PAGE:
• Mold Airborne mold spores are found both indoors and out. Everyone breathes them in, but they can trigger asthma symptoms in some people.
If your home has a mold problem, the mold will have to be removed. In some severe cases, this may have to be done by professional mold removers. Once the mold has been removed, an air purifier, or a whole house air system with a HEPA filter, is recommended to remove any new or lingering airborne mold spores. This will help keep mold from spreading in your home.
Air Purifier Technology
A quality air purifier can help bring relief to an asthma sufferer. However, not all air purifiers are created equally.
• HEPA (high-efficiency particulate air) filters were first developed to protect scientists working on World War II’s Manhattan Project. The filters were initially used to prevent the spread of dangerous radioactive particles. HEPA filters are also effective at capturing airborne particles such as bacteria, viruses, smoke, pollen, and mold spores. To be categorized as a true HEPA filter, the filter must be capable of trapping airborne particles as small as 0.3 microns at least 99.97 percent of the time.
• Some air purifiers create ozone, a known respiratory irritant. Asthma sufferers should especially avoid these.
• If your home has heating or air conditioning ducts, you may need a whole house air cleaner. Specially designed replacement filters for your HVAC units can significantly reduce the amount of dust in the coils of the system and keep them from recirculating into your home. These filters range in price from as little as one dollar to as much as twenty dollars apiece.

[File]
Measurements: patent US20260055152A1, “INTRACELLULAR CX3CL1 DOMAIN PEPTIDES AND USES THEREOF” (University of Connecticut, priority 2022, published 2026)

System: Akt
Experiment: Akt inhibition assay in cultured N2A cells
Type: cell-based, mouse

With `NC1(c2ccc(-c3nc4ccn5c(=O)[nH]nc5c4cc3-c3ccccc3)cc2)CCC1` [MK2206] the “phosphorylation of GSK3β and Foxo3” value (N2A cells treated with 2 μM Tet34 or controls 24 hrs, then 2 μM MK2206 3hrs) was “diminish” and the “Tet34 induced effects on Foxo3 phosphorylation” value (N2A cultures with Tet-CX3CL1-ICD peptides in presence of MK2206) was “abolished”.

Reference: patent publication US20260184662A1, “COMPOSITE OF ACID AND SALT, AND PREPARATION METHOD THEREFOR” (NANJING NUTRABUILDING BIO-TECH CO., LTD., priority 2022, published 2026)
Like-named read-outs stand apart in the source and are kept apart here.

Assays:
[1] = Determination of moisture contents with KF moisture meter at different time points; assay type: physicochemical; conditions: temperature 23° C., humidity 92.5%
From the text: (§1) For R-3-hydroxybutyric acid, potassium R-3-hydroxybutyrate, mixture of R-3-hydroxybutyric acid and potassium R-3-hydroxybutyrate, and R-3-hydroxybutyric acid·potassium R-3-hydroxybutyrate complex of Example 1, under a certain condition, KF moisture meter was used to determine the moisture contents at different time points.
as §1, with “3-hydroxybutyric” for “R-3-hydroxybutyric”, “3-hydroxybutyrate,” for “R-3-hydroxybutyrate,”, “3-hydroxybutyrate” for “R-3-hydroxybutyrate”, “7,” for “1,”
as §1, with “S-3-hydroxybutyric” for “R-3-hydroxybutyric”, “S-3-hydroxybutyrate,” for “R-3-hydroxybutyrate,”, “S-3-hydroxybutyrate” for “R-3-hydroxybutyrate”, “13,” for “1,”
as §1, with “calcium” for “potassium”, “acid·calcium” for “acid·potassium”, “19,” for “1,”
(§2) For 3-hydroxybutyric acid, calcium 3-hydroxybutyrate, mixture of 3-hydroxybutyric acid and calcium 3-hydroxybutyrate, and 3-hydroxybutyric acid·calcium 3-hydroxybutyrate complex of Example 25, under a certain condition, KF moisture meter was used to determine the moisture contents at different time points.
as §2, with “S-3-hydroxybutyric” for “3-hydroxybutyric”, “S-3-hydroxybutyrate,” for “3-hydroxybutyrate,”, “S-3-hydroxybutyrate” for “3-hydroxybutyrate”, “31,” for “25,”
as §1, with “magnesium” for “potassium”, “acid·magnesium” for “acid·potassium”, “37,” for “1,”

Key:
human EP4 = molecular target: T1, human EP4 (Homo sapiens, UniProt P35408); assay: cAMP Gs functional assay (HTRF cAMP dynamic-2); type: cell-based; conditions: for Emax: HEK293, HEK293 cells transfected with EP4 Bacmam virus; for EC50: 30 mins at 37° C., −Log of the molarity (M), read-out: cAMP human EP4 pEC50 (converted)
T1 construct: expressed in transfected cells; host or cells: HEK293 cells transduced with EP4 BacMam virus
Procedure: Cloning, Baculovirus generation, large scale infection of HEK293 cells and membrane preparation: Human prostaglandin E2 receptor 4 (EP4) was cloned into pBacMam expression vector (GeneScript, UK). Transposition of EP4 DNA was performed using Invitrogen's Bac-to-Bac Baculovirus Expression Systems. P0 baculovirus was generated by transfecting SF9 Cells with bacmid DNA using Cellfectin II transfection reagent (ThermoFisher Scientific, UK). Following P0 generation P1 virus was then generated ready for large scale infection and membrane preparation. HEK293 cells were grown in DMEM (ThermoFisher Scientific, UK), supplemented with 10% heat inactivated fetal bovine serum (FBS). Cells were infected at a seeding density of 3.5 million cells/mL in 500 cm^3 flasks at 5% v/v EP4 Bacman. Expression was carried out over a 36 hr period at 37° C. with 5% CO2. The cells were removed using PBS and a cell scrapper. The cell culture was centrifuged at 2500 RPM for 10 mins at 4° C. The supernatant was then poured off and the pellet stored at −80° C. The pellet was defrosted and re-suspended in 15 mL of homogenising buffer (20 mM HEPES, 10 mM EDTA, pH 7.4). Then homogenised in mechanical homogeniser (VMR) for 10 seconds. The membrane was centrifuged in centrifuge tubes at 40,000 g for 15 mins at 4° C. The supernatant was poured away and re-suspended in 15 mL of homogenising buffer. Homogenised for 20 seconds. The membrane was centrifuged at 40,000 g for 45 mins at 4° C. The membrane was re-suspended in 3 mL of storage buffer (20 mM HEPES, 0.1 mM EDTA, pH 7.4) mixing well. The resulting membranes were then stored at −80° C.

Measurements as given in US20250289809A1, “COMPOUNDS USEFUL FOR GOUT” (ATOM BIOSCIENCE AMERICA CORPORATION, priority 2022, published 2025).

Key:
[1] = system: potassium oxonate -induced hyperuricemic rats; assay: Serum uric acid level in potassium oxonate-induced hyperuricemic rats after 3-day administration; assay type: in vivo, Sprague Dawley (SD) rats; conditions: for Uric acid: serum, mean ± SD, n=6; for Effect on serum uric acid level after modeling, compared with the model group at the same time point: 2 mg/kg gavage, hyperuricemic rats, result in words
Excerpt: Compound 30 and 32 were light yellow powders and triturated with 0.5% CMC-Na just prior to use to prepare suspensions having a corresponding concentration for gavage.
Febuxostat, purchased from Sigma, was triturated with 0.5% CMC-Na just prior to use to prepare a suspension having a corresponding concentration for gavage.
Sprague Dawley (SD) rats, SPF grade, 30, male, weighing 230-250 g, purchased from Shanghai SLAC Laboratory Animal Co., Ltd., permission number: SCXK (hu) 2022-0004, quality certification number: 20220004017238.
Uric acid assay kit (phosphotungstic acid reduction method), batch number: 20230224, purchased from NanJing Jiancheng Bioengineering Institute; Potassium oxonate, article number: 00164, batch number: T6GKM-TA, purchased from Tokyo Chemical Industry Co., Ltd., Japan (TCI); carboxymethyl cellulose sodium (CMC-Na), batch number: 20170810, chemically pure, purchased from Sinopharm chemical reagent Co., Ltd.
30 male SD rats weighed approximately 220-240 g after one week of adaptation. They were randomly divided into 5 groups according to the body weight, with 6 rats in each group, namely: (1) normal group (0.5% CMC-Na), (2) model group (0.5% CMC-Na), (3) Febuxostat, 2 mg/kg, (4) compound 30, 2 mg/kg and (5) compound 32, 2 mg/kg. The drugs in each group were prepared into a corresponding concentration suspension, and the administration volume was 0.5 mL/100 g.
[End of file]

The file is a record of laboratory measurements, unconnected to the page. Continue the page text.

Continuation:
Simple inexpensive filters will need to be replaced often and may only remove large particles from the air you breathe, leaving behind the smaller asthma-triggering ones. More efficient replacement HVAC filters are usually pleated or electrostatically charged to remove those smaller, more irritating particles. These filters may be more expensive, but they are worth it when you consider how much more effective they are.
• A whole-house air cleaner can also be added directly to your HVAC unit. These can be quite pricy, often costing several thousand dollars to install. They also require frequent maintenance and can cause the unit to run almost continuously, causing a significant rise in your utility bills.
• An air purifier traps dust, pollen, and chemicals from the air in a room. They cannot, however, remove particles that have already settled on furniture, beds, carpets, and the many other surfaces of your home.
• Most room-sized air purifiers take up to 30 minutes to significantly reduce airborne particles. This may vary depending on the size of the room and the size of the unit. For the most effective removal of asthma triggers, you should run the air purifier continuously. For 24 hours every day of the week.
For those suffering from asthma and allergies, try Austin Air’s HealthMate model line. It comes in both standard HM400, which effectively cleans up to 1500 square feet, and junior HM200, which is perfect for smaller areas up to 700 square feet.
Stay up-to-date with the latest Austin Air blogs and news. Like and follow us on:
Comments will be approved before showing up.